Excel-VBA Optimization refers also to coding better error handling by documentation and additional details. This is shown here.
*) Line numbers represent are integers, that is a signed 16 bit data type in the range of -32,768 to 32,767, otherwise you produce an overflow. Usually line numbers are inserted in steps of 10 over a part of the code or all procedures of a module as a whole.
Disabling calculation of the worksheet can decrease running time of the macro significantly. Moreover, disabling events, screen updating and page breaks would be beneficial. Following
Sub can be used in any macro for this purpose.
Sub OptimizeVBA(isOn As Boolean) Application.Calculation = IIf(isOn, xlCalculationManual, xlCalculationAutomatic) Application.EnableEvents = Not(isOn) Application.ScreenUpdating = Not(isOn) ActiveSheet.DisplayPageBreaks = Not(isOn) End Sub
For optimization follow the below pseudo-code:
Sub MyCode() OptimizeVBA True 'Your code goes here OptimizeVBA False End Sub
Different procedures can give out the same result, but they would use different processing time. In order to check out which one is faster, a code like this can be used:
time1 = Timer For Each iCell In MyRange iCell = "text" Next iCell time2 = Timer For i = 1 To 30 MyRange.Cells(i) = "text" Next i time3 = Timer debug.print "Proc1 time: " & cStr(time2-time1) debug.print "Proc2 time: " & cStr(time3-time2)
Private Declare PtrSafe Function getFrequency Lib "Kernel32" Alias "QueryPerformanceFrequency" (cyFrequency As Currency) As Long Private Declare PtrSafe Function getTickCount Lib "Kernel32" Alias "QueryPerformanceCounter" (cyTickCount As Currency) As Long Function MicroTimer() As Double Dim cyTicks1 As Currency Static cyFrequency As Currency MicroTimer = 0 If cyFrequency = 0 Then getFrequency cyFrequency 'Get frequency getTickCount cyTicks1 'Get ticks If cyFrequency Then MicroTimer = cyTicks1 / cyFrequency 'Returns Seconds End Function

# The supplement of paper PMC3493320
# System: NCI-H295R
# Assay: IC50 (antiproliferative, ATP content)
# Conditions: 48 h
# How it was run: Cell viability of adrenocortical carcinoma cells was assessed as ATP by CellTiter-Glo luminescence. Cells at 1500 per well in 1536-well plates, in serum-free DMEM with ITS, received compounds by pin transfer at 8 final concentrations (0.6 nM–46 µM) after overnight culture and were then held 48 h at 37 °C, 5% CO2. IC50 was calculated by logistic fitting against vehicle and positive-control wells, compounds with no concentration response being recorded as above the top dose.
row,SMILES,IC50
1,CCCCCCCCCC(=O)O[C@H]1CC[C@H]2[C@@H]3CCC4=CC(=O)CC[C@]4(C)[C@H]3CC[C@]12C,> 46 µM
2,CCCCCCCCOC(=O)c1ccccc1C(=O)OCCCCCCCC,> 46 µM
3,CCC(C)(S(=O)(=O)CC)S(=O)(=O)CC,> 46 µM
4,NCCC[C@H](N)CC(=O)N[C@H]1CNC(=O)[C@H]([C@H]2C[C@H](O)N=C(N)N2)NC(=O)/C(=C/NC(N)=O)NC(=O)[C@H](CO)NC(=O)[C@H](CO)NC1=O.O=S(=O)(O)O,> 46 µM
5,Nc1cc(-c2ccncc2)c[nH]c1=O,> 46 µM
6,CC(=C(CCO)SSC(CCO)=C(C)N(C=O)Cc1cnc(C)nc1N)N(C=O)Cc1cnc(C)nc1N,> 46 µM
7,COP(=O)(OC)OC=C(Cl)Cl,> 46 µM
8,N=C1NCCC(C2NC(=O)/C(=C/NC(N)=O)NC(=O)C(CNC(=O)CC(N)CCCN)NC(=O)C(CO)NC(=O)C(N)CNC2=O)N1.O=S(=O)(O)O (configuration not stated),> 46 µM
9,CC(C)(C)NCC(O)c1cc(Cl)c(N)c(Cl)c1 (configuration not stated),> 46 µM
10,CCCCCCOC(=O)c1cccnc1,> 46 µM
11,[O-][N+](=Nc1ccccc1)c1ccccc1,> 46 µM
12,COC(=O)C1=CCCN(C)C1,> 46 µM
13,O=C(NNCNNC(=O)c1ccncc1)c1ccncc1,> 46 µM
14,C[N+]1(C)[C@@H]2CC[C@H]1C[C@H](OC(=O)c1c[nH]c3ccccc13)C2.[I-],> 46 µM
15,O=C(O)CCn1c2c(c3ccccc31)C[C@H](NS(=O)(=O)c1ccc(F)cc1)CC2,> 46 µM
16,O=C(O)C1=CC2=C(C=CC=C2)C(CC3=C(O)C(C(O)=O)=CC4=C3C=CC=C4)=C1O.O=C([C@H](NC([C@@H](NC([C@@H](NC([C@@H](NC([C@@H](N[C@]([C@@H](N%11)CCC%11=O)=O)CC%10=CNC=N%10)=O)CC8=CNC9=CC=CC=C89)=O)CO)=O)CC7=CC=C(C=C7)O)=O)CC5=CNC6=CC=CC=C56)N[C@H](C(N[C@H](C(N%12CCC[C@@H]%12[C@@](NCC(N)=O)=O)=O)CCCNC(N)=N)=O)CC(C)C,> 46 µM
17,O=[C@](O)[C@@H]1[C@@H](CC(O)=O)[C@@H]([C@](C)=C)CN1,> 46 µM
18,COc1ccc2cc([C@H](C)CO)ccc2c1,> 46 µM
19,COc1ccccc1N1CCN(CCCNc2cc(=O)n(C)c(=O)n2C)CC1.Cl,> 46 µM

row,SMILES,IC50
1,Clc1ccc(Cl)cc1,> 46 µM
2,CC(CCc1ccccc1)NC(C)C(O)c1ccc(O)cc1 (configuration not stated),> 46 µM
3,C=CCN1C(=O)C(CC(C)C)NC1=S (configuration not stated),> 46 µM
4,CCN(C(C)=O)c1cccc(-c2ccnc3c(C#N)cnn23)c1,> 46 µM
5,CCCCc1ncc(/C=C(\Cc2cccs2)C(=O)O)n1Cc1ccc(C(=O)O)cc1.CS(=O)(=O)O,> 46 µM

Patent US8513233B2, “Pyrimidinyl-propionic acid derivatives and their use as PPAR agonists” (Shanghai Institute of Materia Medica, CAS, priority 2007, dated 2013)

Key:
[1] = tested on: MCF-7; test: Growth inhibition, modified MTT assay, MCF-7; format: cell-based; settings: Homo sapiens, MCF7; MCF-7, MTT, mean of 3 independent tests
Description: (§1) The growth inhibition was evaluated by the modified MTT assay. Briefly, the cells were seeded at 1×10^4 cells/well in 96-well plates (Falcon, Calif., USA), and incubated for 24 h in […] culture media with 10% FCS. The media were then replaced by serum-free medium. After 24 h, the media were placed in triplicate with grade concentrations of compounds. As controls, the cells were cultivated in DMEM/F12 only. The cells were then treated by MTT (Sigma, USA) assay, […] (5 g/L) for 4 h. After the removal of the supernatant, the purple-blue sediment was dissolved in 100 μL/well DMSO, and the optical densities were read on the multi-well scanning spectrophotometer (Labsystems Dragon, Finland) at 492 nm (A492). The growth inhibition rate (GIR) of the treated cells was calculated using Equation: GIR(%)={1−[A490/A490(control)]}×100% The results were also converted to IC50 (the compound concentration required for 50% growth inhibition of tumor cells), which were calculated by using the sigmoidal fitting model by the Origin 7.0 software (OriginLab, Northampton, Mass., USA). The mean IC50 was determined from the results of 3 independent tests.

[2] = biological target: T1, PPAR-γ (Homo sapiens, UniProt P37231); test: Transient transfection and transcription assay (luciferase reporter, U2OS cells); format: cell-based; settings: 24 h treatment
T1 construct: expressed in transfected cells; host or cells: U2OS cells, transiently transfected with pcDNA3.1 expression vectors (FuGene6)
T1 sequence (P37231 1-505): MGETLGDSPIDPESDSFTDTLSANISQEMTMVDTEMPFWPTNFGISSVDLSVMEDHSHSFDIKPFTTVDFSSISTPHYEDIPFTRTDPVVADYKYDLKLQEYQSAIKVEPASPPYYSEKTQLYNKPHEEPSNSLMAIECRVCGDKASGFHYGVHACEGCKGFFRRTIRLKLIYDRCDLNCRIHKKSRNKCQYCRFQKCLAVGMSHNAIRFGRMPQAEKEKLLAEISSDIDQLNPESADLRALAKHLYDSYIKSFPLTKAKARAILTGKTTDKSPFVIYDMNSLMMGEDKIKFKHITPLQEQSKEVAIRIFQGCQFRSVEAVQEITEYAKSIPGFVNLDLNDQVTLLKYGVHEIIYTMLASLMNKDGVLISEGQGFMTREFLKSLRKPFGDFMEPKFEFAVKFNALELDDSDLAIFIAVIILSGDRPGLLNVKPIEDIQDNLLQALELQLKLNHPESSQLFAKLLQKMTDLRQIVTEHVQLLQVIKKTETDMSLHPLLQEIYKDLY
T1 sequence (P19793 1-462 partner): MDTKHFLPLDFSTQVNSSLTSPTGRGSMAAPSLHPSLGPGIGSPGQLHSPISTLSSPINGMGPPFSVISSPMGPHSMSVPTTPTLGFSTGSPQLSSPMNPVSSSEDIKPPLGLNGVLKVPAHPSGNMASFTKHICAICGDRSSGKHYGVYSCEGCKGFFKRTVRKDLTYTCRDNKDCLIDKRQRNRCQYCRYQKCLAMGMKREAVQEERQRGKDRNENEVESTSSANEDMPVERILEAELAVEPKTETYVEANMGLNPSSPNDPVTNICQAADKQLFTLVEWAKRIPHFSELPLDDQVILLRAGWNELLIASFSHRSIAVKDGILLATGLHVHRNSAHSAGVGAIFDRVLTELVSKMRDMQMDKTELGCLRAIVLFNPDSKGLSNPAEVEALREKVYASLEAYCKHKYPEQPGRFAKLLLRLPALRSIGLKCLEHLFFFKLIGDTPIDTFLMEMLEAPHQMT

Using with blocks can accelerate the process of running a macro. Instead writing a range, chart name, worksheet, etc. you can use with-blocks like below;
With ActiveChart .Parent.Width = 400 .Parent.Height = 145 .Parent.Top = 77.5 + 165 * step - replacer * 15 .Parent.Left = 5 End With
Which is faster than this:
ActiveChart.Parent.Width = 400 ActiveChart.Parent.Height = 145 ActiveChart.Parent.Top = 77.5 + 165 * step - replacer * 15 ActiveChart.Parent.Left = 5
Once a With block is entered, object can't be changed. As a result, you can't use a single With statement to affect a number of different objects
Don't jump into or out of With blocks. If statements in a With block are executed, but either the With or End With statement is not executed, a temporary variable containing a reference to the object remains in memory until you exit the procedure
Don't Loop inside With statements, especially if the cached object is used as an iterator
You can nest With statements by placing one With block within another. However, because members of outer With blocks are masked within the inner With blocks, you must provide a fully qualified object reference in an inner With block to any member of an object in an outer With block.
This example uses the With statement to execute a series of statements on a single object.
The object and its properties are generic names used for illustration purposes only.
With MyObject .Height = 100 'Same as MyObject.Height = 100. .Caption = "Hello World" 'Same as MyObject.Caption = "Hello World". With .Font .Color = Red 'Same as MyObject.Font.Color = Red. .Bold = True 'Same as MyObject.Font.Bold = True. MyObject.Height = 200 'Inner-most With refers to MyObject.Font (must be qualified End With End With
More Info on MSDN
Deleting rows is slow, specially when looping through cells and deleting rows, one by one
A different approach is using an AutoFilter to hide the rows to be deleted
Copy the visible range and Paste it into a new WorkSheet
Remove the initial sheet entirely
With this method, the more rows to delete, the faster it will be